Released shortly before Easter, “The Tomb” by Stephanie Landsem is the final book in a trilogy that fictionalizes key moments in the life of Jesus. Using a few, but memorable verses found in the Gospels, the story of Mary, Martha, their brother Lazarus, and the demon-filled man living in tombs on the southern coast of the Sea of Galilee, the author creates a narrative that will remain with the reader long after the book has been put back on the shelf. While Bible scholars and the average Bible reader are familiar with the characters that live in Bethany and are considered close friends of Jesus, Landsem goes deeper and infuses the lives of these people with traits and personality that every human can relate to. The reasons behind Martha’s worry and concern that seems to be reprimanded by Jesus in the scriptures come to light, as do the whole traditions and customs of a Jewish nation who would never be the same after coming into contact with the son of a carpenter from Nazareth.
From the first sentence to the last period, this reader was intrigued by the story of an older sister who feels responsible for her younger sister and baby brother. A woman who believes that her past has doomed her to live a life of servitude to the point of sacrificing her own happiness at any cost. We see how a difference in faith and belief can drive a wedge between family members who love each other and want the best for one another. The reader learns the lengths a person will go to in order to make sure no one learns their secrets in an effort to appear righteous and holy; unfortunately, the characters soon learn the only person they have been fooling is themselves.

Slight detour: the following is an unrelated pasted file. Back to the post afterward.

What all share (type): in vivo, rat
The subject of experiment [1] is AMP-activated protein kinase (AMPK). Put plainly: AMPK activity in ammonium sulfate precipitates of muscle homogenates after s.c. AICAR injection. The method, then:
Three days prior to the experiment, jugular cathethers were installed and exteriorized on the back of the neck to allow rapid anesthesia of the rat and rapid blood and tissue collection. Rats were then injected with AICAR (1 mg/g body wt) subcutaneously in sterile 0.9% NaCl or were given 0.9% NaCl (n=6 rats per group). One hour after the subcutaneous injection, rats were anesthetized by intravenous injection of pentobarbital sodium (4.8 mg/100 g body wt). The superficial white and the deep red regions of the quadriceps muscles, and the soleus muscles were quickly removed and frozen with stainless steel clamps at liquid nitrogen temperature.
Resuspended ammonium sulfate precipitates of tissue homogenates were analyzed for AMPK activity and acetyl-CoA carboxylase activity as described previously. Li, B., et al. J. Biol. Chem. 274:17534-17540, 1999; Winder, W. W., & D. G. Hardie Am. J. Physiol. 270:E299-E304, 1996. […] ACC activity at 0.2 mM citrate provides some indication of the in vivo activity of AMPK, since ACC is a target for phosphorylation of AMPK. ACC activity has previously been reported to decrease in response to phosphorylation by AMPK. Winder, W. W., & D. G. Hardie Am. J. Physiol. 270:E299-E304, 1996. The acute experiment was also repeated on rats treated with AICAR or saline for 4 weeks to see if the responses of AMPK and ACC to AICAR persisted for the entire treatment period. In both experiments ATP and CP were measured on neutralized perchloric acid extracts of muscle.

Lazarus, the one that has become known as the man Jesus raised from the dead as he traveled to Jerusalem for that fateful Passover, becomes a richer character with a devotion to Jesus and his belief that He truly is the Messiah. Lazarus seeks to do the right things as the only surviving male in the household and still follow after Jesus. But like many Christians today, Lazarus often gets confused by what he feels is his duty and what God has planned for his life.
Mary is viewed by her older sister as silly and unable to see situations realistically. Why would she be willing to risk the ire of the Pharisees and town elders just to show her devotion to Jesus? Mary even risks subjecting her family to rumor and discipline because she refuses to believe that Jesus is anyone other than who He claims to be. Martha cannot understand such faith and devotion and is continually embarrassed, ashamed, and disappointed with how Mary conducts her life. However, not once does Mary waver in choosing the better thing.
It is a difficult task when an author chooses to fictionalize such well-known events and ones that are part of the foundational doctrine of the Christian faith. This author clearly does not subscribe to the words she has penned as fact. Instead, she seeks to create a backstory for characters that have been speculated about, taught in Bible classes, and discussed for centuries. It’s more a “what-if” story and it is done exceptionally well. It’s clear she has a gift for weaving words into a cloth that will fit differently for each one that tries it on. Although this reader has not read other books by this author, this is a fact that she hopes to remedy soon.
The Examiner received a free copy of this book from the publisher.